Keywords: Conditionality, Cash transfers, School enrollment, School attendance, Progresa, Social protection, Education,
    Date: 2008
  7. By: Blázquez Cuesta, Maite (Departamento de Análisis Económico (Teoría e Historia Económica). Universidad Autónoma de Madrid.); Ramos, Jose (Universidad Europea de Madrid)
    Abstract: General education and training are major forces determining earnings. According to the human capital model, wage differentials among individuals over the life-cycle are largely the result of different patterns of investment in human capital. This paper is intended to analyze the effects of recent investments in human capital – general education, vocational/training or language courses - on workers’ relative earnings and on the probability of making an upwards transition in the earnings distribution. The analysis is done for Spain, using the European Community Household Panel (1995-2001). Our results reveal that having been recently in education or training (mainly vocational/training courses) significantly increases the probability of escaping from low pay to better paid jobs, while decreases the risk of falling into low-wage employment. Furthermore, this positive effect is significantly higher among those workers with a third level of general education completed. A separate analysis for females also reveals these positive returns of recent investments in human capital relative earnings, although in this case they appear to be none statistically significant.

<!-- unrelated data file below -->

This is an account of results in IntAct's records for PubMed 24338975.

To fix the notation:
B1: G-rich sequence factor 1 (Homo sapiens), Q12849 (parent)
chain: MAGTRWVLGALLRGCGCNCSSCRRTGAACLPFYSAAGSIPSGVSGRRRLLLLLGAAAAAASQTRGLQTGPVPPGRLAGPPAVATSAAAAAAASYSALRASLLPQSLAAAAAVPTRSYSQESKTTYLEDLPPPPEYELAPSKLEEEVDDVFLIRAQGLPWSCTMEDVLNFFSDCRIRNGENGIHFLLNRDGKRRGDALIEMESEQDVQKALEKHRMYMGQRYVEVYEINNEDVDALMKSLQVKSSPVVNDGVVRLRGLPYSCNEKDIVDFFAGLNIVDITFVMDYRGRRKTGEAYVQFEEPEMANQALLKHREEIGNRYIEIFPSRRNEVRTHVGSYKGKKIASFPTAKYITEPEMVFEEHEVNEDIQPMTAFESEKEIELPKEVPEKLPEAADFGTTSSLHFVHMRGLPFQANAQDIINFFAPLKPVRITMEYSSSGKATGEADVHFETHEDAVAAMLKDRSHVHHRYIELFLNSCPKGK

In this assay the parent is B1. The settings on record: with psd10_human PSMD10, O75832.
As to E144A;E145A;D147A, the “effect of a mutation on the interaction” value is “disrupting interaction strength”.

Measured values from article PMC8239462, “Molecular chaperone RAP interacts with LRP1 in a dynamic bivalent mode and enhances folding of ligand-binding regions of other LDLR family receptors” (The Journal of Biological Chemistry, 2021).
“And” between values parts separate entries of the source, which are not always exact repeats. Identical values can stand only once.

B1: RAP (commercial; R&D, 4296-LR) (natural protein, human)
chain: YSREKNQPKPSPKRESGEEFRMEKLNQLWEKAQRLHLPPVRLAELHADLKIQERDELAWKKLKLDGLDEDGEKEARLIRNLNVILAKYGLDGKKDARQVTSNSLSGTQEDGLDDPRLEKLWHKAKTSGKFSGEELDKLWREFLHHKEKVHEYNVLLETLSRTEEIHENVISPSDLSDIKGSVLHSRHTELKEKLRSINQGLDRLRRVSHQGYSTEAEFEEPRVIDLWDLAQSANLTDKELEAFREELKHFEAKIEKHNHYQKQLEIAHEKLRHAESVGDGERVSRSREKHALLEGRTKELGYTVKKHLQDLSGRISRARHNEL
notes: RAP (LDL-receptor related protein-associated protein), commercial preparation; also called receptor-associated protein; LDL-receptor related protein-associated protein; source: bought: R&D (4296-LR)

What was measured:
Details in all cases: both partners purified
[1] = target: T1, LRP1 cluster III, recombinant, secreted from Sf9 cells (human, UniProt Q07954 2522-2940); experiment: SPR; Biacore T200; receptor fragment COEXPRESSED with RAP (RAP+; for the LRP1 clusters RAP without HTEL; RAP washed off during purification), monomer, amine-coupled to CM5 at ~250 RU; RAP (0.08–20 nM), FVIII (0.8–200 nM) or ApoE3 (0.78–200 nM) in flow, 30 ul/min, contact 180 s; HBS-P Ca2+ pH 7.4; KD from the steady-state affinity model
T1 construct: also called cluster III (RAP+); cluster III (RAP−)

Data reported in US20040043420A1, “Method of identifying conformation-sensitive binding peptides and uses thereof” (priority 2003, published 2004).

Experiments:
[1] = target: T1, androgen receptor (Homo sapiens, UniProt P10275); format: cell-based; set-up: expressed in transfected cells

Keywords: Education; on-the-job training; low pay; bivariate probit
    JEL: C33 J24 J31
    Date: 2008–05
  8. By: David Bardey; Nohora Forero Ramírez